Personal Data (PD) in general must be limited according to article 5, so that data is used only for the purposes it was collected for, retained for no longer than needed, adn appropriately secured against unauthorized use or access. The DC is responsible for adhering to these limitations. Recitals 57, 59, and 77 (quoted below) confirm this, and discuss identification.

If a DC violates these restrictions, it is subject to the same enforcement as it would be for violating any other GDPR provision.

If a DS thinks the data requested to support identification of the DS is excessive, the DS may first complain to the DC, and then to the relevant supervisory authority if the response from the DC is not acceptable (allow at least 1 month for a response). But perhaps knowing that the GDPR forbids the DC from distributing or using this data except for the purpose it was collected, that is, to identify the DS, and from retaining it longer than need be, might offer some reassurance.

A DS could also ask the DC what is the minimum data needed for identification, and redact data beyond this. The DC might need more than name and address, but not all that is on a bank statement or other ID document.

GDPR Sources

Article 12 (section 6) of the GDPR reads:

Without prejudice to Article 11, where the controller has reasonable doubts concerning the identity of the natural person making the request referred to in Articles 15 to 21, the controller may request the provision of additional information necessary to confirm the identity of the data subject.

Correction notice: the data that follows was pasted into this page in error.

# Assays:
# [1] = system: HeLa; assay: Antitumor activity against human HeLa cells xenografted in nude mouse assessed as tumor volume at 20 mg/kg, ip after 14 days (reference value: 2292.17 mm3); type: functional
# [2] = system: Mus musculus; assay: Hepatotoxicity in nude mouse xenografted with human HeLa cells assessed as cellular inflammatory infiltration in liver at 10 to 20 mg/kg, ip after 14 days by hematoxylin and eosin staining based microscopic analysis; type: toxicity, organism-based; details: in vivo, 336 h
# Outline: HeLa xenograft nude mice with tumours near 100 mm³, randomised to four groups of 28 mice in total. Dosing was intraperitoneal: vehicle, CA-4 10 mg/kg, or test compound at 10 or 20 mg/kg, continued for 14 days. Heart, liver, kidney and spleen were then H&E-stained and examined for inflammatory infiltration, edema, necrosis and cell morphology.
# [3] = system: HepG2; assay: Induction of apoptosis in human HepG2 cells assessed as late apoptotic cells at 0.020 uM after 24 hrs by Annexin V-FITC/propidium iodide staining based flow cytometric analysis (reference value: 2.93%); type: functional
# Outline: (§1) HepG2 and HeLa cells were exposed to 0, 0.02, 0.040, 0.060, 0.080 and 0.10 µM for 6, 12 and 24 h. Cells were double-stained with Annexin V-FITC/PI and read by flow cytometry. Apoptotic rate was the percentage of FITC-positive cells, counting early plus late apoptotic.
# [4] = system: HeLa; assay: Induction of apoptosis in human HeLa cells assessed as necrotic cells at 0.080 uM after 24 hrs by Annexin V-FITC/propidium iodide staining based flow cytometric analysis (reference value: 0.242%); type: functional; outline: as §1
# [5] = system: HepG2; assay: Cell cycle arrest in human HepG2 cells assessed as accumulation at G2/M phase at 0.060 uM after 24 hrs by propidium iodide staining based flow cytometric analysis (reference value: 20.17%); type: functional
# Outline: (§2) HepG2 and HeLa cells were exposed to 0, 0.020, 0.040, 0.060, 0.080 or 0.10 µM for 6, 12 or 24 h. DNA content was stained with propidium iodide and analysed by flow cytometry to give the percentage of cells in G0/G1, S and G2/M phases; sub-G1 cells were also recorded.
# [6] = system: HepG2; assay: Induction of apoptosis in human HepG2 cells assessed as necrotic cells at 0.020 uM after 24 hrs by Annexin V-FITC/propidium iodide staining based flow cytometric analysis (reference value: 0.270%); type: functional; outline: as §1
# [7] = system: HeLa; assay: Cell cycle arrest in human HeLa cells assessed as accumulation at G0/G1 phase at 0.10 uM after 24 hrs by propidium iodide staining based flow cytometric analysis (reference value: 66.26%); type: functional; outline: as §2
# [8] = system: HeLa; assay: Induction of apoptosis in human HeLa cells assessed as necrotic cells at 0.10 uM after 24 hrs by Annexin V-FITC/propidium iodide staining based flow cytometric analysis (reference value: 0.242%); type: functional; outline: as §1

That includes access requests.

Paragraph 1 of Article 11 reads:

If the purposes for which a controller processes personal data do not or do no longer require the identification of a data subject by the controller, the controller shall not be obliged to maintain, acquire or process additional information in order to identify the data subject for the sole purpose of complying with this Regulation.

Paragraph 1(b) of article 5 specifies that personal data shall be :

collected for specified, explicit and legitimate purposes and not further processed in a manner that is incompatible with those purposes;

Paragraph 1(c) of art 5 specifies that such data shall be:

limited to what is necessary in relation to the purposes for which they are processed ...

Paragraph 1(e) of art 5 specifies that such data shall be;

kept in a form which permits identification of data subjects for no longer than is necessary for the purposes for which the personal data are processed; [emphasis added]